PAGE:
Tax Tips 2021: Families

Chapter 5

Crowe Soberman Tax Team
Client Tool
| 12/13/2021
Tax tips for Investors
Our annual Tax Tips Guide is here to assist you in your tax planning, presenting some quick ideas and strategies for you to consider.
If you have young children

Save for your child or grandchild's education with a Registered Education Savings Plan ("RESP")

An RESP is a trust arrangement that earns tax-free income to be used to fund the cost of a child or grandchild’s post-secondary education. Contributions to an RESP are not deductible for tax purposes and withdrawals of capital from the RESP are not taxed. The beneficiary is taxed on the accumulated income portion when withdrawn from the RESP for the purpose of funding their post-secondary education. While at school, the child or grandchild tends to have relatively low sources of other income, and as a result, the income is usually taxed at lower rates (if at all).

For RESP contributions in 2022:

  • There is no annual contribution limit;
  • The lifetime contribution limit is $50,000 per beneficiary; and
  • A federal Government grant of 20 per cent of annual RESP contributions is available for each beneficiary under the “Canada Education Savings Grant” (“CESG”). The maximum annual RESP contribution that qualifies for the federal Government grant is $2,500.

If the beneficiary of the RESP decides not to attend post-secondary education, they will be taxed on the accumulated income in the plan at their marginal tax rate at the time, plus an additional 20 per cent and the CESG must be returned to the government. However, the capital contributed to the plan may be withdrawn tax-free.

The CESG can be shared with a sibling who is attending post-secondary education if they have grant room in their RESP, otherwise the grant must be returned to the government.

Maximize child-care expense deduction

The maximum amounts deductible for child-care expenses are $11,000 for a disabled child, $8,000 for children under age seven, and $5,000 for other eligible children (generally, children aged 16 and under). In most cases, the spouse with the lower net income must claim the child-care expenses against his or her earned income.

Apply for the Canada Child Benefit ("CCB")

The Government merged the Universal Child Care Benefit (“UCCB”) and Canada Child Tax Credit (“CCTB”) into a new Canada Child Benefit (“CCB”). The CCB is a tax-free payment based solely on the family’s income from the previous year. The program provides parents with monthly benefits of up to $569.42 with an additional $300 per child for July and October 2021 ($7,433 annually) for children aged six and under if 2019 family net income is $120,000 or less and up to $480.42 ($5,765 annually) for children aged six to 17.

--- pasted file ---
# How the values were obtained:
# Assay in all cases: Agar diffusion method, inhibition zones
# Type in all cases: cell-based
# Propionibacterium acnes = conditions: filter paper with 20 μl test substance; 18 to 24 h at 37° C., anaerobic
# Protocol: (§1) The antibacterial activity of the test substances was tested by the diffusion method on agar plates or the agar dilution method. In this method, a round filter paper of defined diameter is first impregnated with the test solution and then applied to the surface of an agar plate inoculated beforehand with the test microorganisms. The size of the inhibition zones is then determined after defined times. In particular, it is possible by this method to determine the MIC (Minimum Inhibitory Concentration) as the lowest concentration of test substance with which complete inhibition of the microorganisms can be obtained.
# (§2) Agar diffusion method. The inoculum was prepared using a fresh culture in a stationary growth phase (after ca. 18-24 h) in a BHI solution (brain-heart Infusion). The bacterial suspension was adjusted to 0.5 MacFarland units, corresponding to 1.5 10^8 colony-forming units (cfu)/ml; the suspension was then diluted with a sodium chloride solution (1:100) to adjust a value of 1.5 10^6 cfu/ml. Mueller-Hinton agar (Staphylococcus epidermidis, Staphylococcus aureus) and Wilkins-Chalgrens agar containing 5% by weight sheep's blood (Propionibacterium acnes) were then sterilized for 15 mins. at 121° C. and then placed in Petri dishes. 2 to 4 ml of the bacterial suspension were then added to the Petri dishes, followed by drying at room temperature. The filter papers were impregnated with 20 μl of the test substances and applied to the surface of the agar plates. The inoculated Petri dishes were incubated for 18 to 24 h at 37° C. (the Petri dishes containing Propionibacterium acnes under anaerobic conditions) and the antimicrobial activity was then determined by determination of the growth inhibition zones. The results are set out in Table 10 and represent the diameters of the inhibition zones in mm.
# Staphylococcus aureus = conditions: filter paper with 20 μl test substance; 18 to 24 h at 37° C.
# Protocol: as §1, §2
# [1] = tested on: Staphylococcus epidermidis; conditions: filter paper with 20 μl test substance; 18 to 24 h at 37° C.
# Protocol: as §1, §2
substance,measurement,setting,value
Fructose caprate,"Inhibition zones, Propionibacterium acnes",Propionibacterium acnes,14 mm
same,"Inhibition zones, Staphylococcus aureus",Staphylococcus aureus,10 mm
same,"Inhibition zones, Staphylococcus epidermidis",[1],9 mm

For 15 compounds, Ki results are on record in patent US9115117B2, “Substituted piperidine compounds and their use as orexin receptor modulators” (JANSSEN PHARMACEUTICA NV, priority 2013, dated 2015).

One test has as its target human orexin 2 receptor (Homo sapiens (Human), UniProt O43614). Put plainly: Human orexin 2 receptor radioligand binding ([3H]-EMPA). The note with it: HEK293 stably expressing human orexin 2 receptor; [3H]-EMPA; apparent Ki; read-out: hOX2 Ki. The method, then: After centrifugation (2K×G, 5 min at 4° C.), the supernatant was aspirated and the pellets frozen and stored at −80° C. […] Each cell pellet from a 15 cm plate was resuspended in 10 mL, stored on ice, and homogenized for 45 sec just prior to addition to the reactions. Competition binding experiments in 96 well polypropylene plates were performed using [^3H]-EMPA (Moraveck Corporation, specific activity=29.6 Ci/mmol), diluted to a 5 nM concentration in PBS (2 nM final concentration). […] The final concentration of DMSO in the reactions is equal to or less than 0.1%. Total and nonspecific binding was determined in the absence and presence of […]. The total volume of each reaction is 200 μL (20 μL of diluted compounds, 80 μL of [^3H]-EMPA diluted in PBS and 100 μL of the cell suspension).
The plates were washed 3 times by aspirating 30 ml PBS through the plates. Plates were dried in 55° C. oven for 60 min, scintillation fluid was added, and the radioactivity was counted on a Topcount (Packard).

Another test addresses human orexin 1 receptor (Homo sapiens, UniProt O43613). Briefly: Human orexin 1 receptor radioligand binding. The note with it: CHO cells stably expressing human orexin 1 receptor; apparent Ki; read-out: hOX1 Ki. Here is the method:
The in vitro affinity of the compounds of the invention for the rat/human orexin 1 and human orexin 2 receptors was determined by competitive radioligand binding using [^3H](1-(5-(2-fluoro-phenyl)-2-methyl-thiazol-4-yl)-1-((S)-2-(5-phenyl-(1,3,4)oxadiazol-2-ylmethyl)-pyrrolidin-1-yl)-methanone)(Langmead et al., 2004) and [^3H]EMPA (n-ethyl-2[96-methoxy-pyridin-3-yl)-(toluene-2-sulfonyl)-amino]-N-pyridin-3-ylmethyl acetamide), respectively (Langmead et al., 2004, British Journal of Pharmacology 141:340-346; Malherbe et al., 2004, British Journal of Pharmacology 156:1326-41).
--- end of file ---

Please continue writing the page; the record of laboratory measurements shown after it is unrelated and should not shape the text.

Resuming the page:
However, if the family net income in 2019 is over $120,000 then the additional amount per child for July and October 2021 is $150 per child instead of $300.

The CCB is gradually clawed back for families making over $32,028 and fully eliminated for families making over $167,810 annually.

The application for the CCB can be made online through the CRA “My Account” when you complete your child’s provincial birth registration form or by completing Form RC66, Canada Child Benefits Application. More information can be found at here.

If you have disabled or infirm dependents

The Registered Disability Savings Plan ("RDSP") is a savings plan that is intended to help parents and others save for the long-term financial security of a person who is eligible for the Disability Tax Credit.

  • Contributions to an RDSP are not tax deductible and can be made until the end of the year in which the beneficiary turns 59 years of age.
  • To help you save, the Government pays an annual matching grant of up to $3,500. You can carry forward unused grant entitlements for up to ten years.
  • Contributions that are withdrawn are not included in the income of the beneficiary, although the Canada disability savings grant, Canada disability savings bond, and investment income earned in the plan will be included in the beneficiary’s income for tax purposes when paid out of the RDSP. If the Canada disability savings grant and bond has been in the RDSP account for fewer than 10 years, then all or part of the grants must be repaid.
  • There is no annual limit on amounts contributed to an RDSP of a particular beneficiary, but the overall lifetime limit is $200,000.
  • A deceased individual’s RRSP or RRIF can be transferred tax-free into the RDSP of a financially dependent infirm child or grandchild.

For 2016 and subsequent tax years, the Government implemented a non-refundable Home Accessibility Tax Credit.

The tax credit is available for eligible expenses incurred in making a home more accessible to individuals aged 65 or older or to individuals who are disabled or infirm.